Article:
Tiffany Little

#showyourwork: for others

A couple of posts ago I introduced you to the writings of Austin Kleon, the concept of showing your work and how it can be applied to the world of software development, specifically MetaBroadcast. I broke the 10 chapters into three sections: ‘About you’, ‘for others’ and ‘the bottom line’. It’s the second of these—for others—that I’ll be covering today.

Showing your work is about sharing and while you should be as open as possible, it can’t be a free for all. You can’t vomit out endless info in the hopes that your followers can identify the appropriate meaty chunks for themselves. For both you and your audience to benefit, you have to find the right balance of what, how and when to share, so you don’t take your audience for granted.

tell good stories

Firstly, how you present your work, will determine how people value it. To maximise the value of anything shared it should be carefully structured and the tone should reflect not only the medium you’re using but also the audience in mind.

In a creative context, an exhibition is a type of story. The story being told will be impacted by how works are framed, placed and introduced to the audience: this is the structure. Other considerations (like will there be music? A curator? Scheduled tours or can people meander as they please?) are the language, they’re all tools used to communicate the chosen mood and meaning. Compare a physical exhibition to sharing work online, will it be blogged, tweeted or instgrammed? The platform will impact the medium and thus language used. In all cases your message needs to be communicated clearly and with sincerity.


So how does this work within MetaBroadcast? Story structure normally covers a beginning, middle and end but from a ‘show your work’ perspective it’s more about the past, present and future. This forms the basic structure for pretty much everything within MetaBroadcast.

When it comes to potential employees we take the time to ensure everyone knows the roots of the company, what we’re working on at the moment and where we foresee that leading us in the future. When dealing with clients, we talk them through what we’ve accomplished previously, what we learned and how we are applying that knowledge at present and how it could benefit them. When we’re designing anything new, we take the same three steps: what have we done before and what did we learn, how can we use that for this shiny new thing and what will this new thing teach us in preparation for the future.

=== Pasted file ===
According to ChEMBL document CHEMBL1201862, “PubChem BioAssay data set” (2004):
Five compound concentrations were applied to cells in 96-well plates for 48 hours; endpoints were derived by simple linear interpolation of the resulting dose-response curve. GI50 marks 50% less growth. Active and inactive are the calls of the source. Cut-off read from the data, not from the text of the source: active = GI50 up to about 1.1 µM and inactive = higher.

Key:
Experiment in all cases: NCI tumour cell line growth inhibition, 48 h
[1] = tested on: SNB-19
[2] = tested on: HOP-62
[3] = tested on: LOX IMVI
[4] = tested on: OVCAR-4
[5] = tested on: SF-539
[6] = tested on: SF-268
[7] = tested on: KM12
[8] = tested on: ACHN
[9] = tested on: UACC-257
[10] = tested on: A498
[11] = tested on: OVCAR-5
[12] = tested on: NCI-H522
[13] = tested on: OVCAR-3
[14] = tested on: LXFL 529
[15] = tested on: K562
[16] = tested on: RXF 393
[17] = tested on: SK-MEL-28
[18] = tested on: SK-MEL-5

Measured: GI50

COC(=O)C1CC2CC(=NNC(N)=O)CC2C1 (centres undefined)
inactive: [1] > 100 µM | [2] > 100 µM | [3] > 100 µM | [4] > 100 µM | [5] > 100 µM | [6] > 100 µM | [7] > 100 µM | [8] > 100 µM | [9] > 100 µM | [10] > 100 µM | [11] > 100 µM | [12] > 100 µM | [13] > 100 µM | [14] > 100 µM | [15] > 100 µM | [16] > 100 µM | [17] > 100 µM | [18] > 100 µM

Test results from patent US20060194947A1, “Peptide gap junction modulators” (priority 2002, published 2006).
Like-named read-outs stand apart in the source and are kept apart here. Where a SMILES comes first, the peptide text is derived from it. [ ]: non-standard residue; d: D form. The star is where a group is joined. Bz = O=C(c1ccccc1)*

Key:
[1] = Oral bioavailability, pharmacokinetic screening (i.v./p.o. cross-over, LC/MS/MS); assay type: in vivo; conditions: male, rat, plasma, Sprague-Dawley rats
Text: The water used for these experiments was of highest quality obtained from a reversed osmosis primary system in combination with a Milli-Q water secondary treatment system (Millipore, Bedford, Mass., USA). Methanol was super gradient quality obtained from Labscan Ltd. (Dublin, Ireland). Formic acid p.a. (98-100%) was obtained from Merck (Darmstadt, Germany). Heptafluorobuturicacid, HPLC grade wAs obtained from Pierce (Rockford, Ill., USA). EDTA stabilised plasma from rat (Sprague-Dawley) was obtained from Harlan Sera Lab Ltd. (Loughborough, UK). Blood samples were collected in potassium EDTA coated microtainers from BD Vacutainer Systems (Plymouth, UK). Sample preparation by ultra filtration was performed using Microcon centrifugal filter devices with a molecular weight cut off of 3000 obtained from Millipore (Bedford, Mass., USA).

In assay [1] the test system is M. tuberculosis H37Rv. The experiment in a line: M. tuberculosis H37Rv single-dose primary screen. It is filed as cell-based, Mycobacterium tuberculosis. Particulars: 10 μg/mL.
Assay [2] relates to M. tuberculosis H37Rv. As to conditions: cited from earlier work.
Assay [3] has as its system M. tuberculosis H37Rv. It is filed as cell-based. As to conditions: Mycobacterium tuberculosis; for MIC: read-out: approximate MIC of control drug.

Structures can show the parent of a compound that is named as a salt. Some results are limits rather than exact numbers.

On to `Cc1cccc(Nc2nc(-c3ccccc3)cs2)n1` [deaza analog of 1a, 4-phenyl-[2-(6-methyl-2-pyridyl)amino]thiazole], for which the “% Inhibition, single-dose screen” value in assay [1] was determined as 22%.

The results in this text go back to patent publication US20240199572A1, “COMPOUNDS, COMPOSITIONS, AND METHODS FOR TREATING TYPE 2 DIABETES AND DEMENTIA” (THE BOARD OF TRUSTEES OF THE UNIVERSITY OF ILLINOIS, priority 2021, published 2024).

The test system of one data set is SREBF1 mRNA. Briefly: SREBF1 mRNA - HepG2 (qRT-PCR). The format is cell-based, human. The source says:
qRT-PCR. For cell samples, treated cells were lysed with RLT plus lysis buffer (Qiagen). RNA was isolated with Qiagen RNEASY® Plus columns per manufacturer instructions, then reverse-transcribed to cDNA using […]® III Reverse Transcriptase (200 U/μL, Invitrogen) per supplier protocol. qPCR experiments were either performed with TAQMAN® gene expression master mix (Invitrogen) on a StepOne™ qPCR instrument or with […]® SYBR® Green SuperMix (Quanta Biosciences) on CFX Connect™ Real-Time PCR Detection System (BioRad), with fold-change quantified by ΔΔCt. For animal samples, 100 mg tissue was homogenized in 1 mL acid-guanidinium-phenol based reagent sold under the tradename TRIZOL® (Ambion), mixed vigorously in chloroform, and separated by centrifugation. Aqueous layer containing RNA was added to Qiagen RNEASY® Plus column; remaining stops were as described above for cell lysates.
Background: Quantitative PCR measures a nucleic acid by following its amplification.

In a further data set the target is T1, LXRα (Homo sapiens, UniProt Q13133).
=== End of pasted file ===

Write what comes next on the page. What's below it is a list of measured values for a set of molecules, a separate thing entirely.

And the language of MetaBroadcast? I’m going to refer to one of Chris‘ favourite points of reference—his GCSE French speaking exam—”requires an effort of understanding from the Native Speaker”. We adjust our tone according to the context but always—regardless of the context—stick to the following principles, whether we’re chatting with clients over an upcoming project or working something out between us on the whiteboard.

  • Never assume anything on behalf of the person you’re speaking to. Provide any background info necessary to understand the topic.
  • Be concise. Don’t overload the listener, just give them the key components required.
  • Make a concerted effort to be understood. If the listener is struggling, don’t keep pressing forward. Stop and reassess before continuing.

teach what you know

I have utmost respect for artists that show me behind the scenes and document the processes they use to create their work. It’s fascinating to learn their inspirations, the techniques they use, why they enjoy them and even when they struggle. This kind of honesty really humanises them and the work they do, making it feel attainable for myself… However, this isn’t immediately the case. Even if someone documents—step-by-step—how they created a piece, it doesn’t mean I can instantly replicate it. I can learn much from their experiences but it will take a lot of practice before the benefits are seen in my own work. There is no substitute for experience.